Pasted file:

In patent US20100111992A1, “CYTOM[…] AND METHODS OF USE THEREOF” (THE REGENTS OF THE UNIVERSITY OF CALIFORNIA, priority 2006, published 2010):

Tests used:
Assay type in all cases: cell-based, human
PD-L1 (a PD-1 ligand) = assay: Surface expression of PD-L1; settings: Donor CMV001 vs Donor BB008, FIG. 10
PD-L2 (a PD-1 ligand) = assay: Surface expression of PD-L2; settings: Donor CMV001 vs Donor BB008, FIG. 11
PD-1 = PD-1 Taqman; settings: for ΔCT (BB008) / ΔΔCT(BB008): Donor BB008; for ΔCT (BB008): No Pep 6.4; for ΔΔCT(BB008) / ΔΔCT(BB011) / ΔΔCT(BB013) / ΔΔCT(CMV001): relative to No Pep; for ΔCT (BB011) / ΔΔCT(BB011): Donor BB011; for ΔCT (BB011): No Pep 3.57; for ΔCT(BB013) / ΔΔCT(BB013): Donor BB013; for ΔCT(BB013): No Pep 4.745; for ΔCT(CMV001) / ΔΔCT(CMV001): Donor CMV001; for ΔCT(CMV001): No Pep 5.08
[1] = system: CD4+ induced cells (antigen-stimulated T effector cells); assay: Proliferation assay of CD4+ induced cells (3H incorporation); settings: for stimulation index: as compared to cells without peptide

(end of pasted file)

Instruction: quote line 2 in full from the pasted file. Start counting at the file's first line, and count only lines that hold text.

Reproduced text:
Tests used: